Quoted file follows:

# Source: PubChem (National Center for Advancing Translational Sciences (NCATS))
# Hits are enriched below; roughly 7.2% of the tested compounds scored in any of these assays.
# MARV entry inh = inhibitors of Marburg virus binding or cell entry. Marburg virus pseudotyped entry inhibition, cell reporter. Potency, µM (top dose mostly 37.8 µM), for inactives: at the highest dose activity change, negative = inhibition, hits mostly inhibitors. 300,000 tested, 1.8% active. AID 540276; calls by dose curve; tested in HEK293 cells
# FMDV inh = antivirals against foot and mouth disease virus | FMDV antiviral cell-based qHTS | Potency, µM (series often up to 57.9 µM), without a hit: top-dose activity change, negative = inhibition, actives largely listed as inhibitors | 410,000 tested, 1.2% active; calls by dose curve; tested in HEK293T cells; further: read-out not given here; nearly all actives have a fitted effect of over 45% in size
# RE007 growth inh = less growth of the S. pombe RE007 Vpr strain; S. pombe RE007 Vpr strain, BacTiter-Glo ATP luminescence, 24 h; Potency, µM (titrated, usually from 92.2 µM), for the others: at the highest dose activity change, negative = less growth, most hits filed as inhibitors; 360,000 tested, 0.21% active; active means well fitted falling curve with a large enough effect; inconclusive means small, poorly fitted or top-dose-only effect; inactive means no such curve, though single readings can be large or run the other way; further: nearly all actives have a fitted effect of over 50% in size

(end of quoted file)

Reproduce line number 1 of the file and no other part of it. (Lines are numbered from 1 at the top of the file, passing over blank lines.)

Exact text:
# Source: PubChem (National Center for Advancing Translational Sciences (NCATS))